Thursday, November 6, 2014

Montana cannabis industry evolving

There are some bright green spots for progressive politics in the midterm results:
Another five states are expected to introduce ballot measures to legalize recreational pot in 2016, including California, Massachusetts, and Nevada. And by the end of the following year, pot activists expect five more states will vote on legalization bills in their state legislatures. But that's not all: six other states are looking at creating or expanding medical-marijuana programs, or are vastly scaling back penalties for small-time possession. With a slew of polls now showing that most Americans think pot should be taxed and regulated like alcohol, it's probably only a matter of time before legalization sweeps the nation. [Mother Jones]
How many losing Democratic congressional or gubernatorial candidates talked about cannabis? Not a fucking one.

In an interview with this blog, Democratic US Senate candidate from South Dakota, Rick Weiland, said that although he supports a medical marijuana program similar to Minnesota's he does not support legal casual cannabis for his state.
The Marijuana Policy Project, the nation’s largest organization working solely on marijuana policy reform from its headquarters in D.C., announced earlier this year that it would help fund a voter initiative to legalize and regulate marijuana for Montana adults in 2016, but only if local supporters were able to raise roughly $200,000. Instead, attention is focused on the state’s medical marijuana industry, which is quietly – and cautiously – making a slow comeback in Big Sky Country. In October, there were 9,352 registered medical marijuana patients in Montana, including 1,120 in Flathead County, the second most of any county in the state behind Gallatin (1,789). There are 361 providers statewide and 49 in Flathead County, also the second most in Montana, again behind Gallatin (89). [Dillon Tabish, Flathead Beacon]

Montana Senator John Walsh, having withdrawn from the 2014 race, has exactly zero to lose by advancing legislation that would legalize cannabis.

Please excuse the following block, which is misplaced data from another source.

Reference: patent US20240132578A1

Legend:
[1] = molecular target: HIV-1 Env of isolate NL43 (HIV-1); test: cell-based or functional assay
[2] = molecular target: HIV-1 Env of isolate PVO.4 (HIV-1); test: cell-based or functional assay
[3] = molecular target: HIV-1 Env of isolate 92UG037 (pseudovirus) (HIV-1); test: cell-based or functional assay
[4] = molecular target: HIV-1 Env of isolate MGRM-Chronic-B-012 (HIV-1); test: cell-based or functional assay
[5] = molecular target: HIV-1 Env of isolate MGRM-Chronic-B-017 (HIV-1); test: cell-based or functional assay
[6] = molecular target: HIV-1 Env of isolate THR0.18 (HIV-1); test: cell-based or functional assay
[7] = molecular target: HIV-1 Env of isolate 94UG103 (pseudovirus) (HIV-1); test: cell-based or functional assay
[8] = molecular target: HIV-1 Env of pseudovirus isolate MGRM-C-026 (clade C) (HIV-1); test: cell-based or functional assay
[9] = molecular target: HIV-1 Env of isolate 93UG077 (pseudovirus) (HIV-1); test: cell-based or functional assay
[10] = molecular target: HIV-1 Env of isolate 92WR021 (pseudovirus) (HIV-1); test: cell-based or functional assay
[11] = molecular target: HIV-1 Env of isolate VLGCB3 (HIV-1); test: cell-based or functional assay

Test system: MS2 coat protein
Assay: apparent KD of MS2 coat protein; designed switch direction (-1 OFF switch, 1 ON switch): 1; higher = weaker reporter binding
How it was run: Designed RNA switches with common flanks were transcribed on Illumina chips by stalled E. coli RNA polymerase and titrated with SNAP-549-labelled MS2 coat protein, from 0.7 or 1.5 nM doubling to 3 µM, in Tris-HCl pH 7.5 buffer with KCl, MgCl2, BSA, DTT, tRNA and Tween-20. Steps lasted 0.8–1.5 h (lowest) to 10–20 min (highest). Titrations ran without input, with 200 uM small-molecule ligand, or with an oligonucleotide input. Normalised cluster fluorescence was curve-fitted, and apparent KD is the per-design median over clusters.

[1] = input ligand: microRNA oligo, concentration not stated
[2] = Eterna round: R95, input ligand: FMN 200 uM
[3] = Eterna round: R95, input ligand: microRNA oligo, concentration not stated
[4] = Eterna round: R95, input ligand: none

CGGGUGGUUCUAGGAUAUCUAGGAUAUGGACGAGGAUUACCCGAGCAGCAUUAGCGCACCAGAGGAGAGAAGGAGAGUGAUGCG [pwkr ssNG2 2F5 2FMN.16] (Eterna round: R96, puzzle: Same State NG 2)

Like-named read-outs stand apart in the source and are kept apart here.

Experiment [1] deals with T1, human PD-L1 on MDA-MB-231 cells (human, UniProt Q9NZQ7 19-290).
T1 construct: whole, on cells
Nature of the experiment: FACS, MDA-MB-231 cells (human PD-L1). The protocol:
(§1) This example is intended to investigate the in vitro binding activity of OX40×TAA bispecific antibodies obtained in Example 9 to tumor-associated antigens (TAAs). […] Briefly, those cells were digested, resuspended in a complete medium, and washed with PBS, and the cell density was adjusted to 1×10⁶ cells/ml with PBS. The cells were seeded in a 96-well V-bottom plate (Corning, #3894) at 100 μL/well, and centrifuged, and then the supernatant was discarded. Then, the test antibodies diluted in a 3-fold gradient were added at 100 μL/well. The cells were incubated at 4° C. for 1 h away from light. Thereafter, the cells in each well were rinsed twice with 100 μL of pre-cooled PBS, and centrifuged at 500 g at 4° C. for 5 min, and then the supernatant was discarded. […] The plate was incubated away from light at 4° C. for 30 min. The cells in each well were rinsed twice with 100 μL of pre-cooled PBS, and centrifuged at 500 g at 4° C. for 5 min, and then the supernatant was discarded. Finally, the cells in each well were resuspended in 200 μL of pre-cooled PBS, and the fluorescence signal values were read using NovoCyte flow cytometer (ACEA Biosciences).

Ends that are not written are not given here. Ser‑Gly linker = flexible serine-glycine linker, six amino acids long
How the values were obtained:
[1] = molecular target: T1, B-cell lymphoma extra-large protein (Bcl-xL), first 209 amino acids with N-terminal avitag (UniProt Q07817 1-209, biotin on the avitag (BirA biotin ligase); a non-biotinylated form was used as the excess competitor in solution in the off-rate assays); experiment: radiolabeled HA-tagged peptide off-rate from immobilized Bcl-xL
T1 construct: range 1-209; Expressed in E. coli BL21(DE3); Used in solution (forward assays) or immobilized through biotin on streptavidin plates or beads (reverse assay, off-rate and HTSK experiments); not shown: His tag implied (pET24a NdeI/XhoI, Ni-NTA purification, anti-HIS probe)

In many ways, Democrats have missed a real opportunity to make electoral gains—or limit losses—by pushing legalization initiatives. Some credit President Bush’s reelection in 2004 to the push for same sex marriage initiatives on statewide ballots by spurring social conservative turnout. Democrats could have received a similar boost by pushing legalization initiatives that would alter the electorate in a year when Democrats need it for structural and political reasons. [John Hudak, Brookings Institution]
Warnings from interested party have led to fewer arrests for cannabis in South Dakota.
Major Svendsen says arrests for possession of drug paraphernalia in the state are also down from this time last year. He reminds residents that buying, selling, and/or possessing marijuana is still illegal in South Dakota and those that do get caught with it can face penalties of up to fifteen years in prison and a thirty-thousand dollar fine. [Bill Janklow's idea of public radio]

As it turns out, there is big money in marijuana prohibition: Alcohol and Beer Companies. Police Unions. Private Prison Corporations. Prison Guard Unions. Pharmaceutical Corporations. [Open Secrets]
Colorado is being sued: one complaint states that buyers incriminate themselves under federal law. Senator Mark Udall is seeking clarification of his state's cannabis law from the White House: he is in a hotly contested race for reelection.
The enactment of medicinal marijuana laws are associated with significantly lower state-level opioid overdose mortality rates, according to data published online today by the Journal of the American Medical Association. [Paul Armentano, NORML Deputy Director]
Want to energize young voters, Dems? Evolve.


Duffer said...

Today's a big one in terms of the movement from prohibition - as you well know. It'd sure be cool to watch all the dominoes fall by this evenings count.

Been scratching my head over Dem lethargy for this issue - just as I did Al Franken voting to (re)confirm Michele Leonhart. One surely would have thought him to have an analytical view of the "War on Drugs" impact. Al, and many others.

Fearing confrontation/leadership on issues is exactly the characteristic that turns many voters off to Dems. They project weakness.

Well . . . let's cross our fingers.

larry kurtz said...

Duff: i really have no idea how the chips will fall today but taking a break from politics and traveling the Southwest for a few months will recharge these old bones.

Always good to read you.

Bill Dithmer said...

Larry, I love SD but, I'm glad we got out when we did.! I just got off the ph with a friend from Volga. He tells me that there are two highly placed South Dakota families that had members make several trips to both Colorado and Washington state to research the pot industry. According to my friend the trips were to get a jump on the competition when the state makes its move. If, what he says is true, there is already talk about a bidding war, like in Minnesota for growing rights.

The Blindman

larry kurtz said...

Hey, Bill! Am stuck in Rapid until tomorrow. Loving New Mexico where legalization will be in the legislature again.

Hang it there!

larry kurtz said...

Update,4 June, 2017, 0641 MDT, "what's unknown is how much physical cash the department will have to handle for tax payments:" Montana preparing to collect 1st medical marijuana tax.